Travel and explore the world; fabulous. Wander the world; not so much. I’m not skilled at wandering. Wandering insinuates that one can go with the flow and see where it takes you, present in the moment. Wandering is hard for a planner, and even more challenging for an over-planner such as myself. It’s a bit of my nature, but also a result of my current life situation – Parenting. You have to plan ahead, you know, activities, meals and naps. It all takes a lot of forward thinking. I ALWAYS have an escape route mapped out that I am ready to engage BEFORE the meltdown happens. The problem is that all this over-planning has crept into the rest of my life. Speaking from personal experience, it leads to anxiety, and a fear of moving forward. It’s as if I need to know it all before I can make the next move. That’s no way to live…it can be paralyzing. I know there can be a balance. Where’s the joy in always knowing, or trying to know what happens in the end? If I read the last page of a book first (and trust me I want to) it’s not worth reading the book. By excessive planning and living in the future, I miss not opening myself up to the emotions, the experience, the story, and all the wonders of life that happen along the way. I need to practice wandering. What better place than at Wanderlust Colorado.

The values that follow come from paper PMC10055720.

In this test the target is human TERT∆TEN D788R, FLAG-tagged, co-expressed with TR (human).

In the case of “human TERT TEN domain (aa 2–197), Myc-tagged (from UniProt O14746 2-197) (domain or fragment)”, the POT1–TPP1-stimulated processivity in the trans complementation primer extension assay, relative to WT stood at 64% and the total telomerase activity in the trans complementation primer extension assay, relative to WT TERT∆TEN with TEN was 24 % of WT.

Copper Mountain is a quick hour and a half down the road from my home in Steamboat Springs, Colorado. On the drive down, I set my intention for the weekend: to work on my ability to wander, to let go of expectations, not to plan and allow the weekend to unfold organically. Stepping away from the busyness of life, I sought to be more in the moment, be more rooted, and make way for clear thinking, which will then give me the ability to offer more of myself, of my gifts, to others.